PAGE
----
Rotationally Symmetrical Electron Lenses/Magnetic Fields
- Practical Electron Microscopy and Database -
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Magnetic lenses in electron microscopes (EMs) as shown in Figure 4329a consist of a coil of copper wires inside the iron (Fe) polepieces (Shield, apart from open slit). The electrical current in the coils produces rotationally symmetric (or symmetrical) magnetic fields, resulting in rotationally-symmetric electron lenses for the electron beam in optical axis.

The distribution of the magnetic field on the optic z axis can be evaluated by different models. However, the Glaser field offers the some advantages, for instance, the most important properties, the positions of foci and principal planes can be calculated straightforwardly. On this theory, Glaser’s “Glockenfeld” (bell-shaped field) gives the approximate distribution of the magnetic field [1]:

                Glaser’s “Glockenfeld” (bell-shaped field) -------------------------- [4329a]

where,
           B0 --  The maximum field in the lens center
           2a -- The full-width at half-maximum (FWHM)

Rotationally Symmetrical Electron Lenses

Figure 4329a. Rotationally symmetric magnetic fields and electron lenses.

Based on Maxwell’s equation, Laplace’s equation of magnetic potential, ψ(r), can be obtained by,

                 Δψ(r) = 0 -------------------------- [4329b]

where the Laplacian Δ is defined in polar (cylindrical) coordinate system by,

                 Laplacian Δ is defined in polar (cylindrical) coordinate system ----------------- [4329c]

For cylinder symmetric setups, combining Equations [4329b] and [4329c] one can obtain a solution in the format of a power series,

                 Solution of rotationally symmetry ----------------- [4329d]

Then, we can obtain,

                Bz(z) = da0(z)/dz --------------------------------- [4329e]

                 Br ≈ - 2a1(z)r = -(r/2) (dBz/dz) ----------------- [4329f]

Therefore, both the scalar magnetic potential (ψ) and the magnetic field (B) depend on the values on the optic axis.               

By calculating the circular component in Newton’s law equations in combination with Lorentz force, we can obtain that the trajectory for meridional rays in a meridional plane rotating behaves at an angular velocity,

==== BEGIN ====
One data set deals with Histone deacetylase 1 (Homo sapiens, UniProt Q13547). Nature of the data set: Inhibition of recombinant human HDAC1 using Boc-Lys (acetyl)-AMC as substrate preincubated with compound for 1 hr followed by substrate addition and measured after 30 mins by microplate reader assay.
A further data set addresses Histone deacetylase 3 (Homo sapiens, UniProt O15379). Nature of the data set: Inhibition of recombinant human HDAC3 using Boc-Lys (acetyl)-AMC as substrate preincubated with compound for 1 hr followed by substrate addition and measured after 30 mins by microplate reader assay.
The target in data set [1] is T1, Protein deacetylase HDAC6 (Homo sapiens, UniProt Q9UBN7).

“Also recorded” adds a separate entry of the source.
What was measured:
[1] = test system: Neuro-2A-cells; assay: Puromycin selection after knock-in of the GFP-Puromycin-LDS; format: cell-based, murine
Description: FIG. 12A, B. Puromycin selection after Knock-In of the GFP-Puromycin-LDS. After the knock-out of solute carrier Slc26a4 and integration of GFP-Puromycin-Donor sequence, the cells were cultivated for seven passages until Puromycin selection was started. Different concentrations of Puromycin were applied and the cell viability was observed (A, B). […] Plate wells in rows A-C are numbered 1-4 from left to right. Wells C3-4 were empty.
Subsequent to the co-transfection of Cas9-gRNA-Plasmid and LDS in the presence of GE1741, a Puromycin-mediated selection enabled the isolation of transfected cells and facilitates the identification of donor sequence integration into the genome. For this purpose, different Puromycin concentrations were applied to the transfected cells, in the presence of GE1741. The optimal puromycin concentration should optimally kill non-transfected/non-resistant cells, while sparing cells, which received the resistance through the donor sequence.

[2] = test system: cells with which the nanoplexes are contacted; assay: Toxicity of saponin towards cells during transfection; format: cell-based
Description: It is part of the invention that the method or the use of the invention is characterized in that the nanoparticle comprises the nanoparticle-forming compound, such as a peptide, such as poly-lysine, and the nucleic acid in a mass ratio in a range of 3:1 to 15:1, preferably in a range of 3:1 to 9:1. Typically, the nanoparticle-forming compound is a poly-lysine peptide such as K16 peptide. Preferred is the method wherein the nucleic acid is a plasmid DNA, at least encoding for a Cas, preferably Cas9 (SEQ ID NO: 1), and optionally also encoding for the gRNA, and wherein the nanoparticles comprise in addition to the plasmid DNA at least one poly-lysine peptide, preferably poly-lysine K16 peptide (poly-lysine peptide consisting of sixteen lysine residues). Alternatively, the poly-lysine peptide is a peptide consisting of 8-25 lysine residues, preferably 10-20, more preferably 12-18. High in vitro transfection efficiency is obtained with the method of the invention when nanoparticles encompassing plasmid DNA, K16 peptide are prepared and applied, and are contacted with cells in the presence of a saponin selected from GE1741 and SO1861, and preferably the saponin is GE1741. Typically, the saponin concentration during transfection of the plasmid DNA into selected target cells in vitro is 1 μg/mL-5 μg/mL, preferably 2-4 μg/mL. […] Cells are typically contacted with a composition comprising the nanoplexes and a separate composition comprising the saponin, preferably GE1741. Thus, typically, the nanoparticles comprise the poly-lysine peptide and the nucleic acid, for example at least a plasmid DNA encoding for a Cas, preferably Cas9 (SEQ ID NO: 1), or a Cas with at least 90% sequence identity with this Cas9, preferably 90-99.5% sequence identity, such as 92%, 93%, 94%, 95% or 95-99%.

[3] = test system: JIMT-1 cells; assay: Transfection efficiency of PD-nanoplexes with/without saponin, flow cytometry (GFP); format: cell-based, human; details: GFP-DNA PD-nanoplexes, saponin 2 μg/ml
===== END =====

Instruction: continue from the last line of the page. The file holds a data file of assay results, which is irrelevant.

Larmor frequency --------------------------------- [4329g]

This equation is known as the Larmor frequency that is half the cyclotron frequency of an electron on a circular trajectory.

Further calculation can help us to find,

              radial component --------------------------------- [4329h]

where,
              radial component --------------------------------- [4329i]

Equation 4329h gives the trajectory r(z) in the meridional plane rotating at the angular velocity ωL.

According to Scherzer theorem, the performance of rotationally symmetric electron lenses is rather poor because of spherical (Cs) and chromatic (Cc) aberrations (also called defects). The physical origin for the formation of spherical aberration in the actual magnetic lenses is due to the fact that the electromagnetic potentials satisfy Laplace’s equation in the domain of the electron trajectories. Therefore, the spatial distribution of the index of refraction of electron lenses cannot be formed arbitrarily. Since the potential adopts an extremum at the lenses’ boundaries, the outer (marginal) zones of rotationally symmetric electron lenses always focus the rays more strongly than the inner (paraxial) zones, causing the spherical aberration. Fortunately, Cs can in principle be corrected if at least one of the four conditions in Scherzer theorem has been broken, while in the most successful practices the corrections have been obtained by breaking rotational symmetry.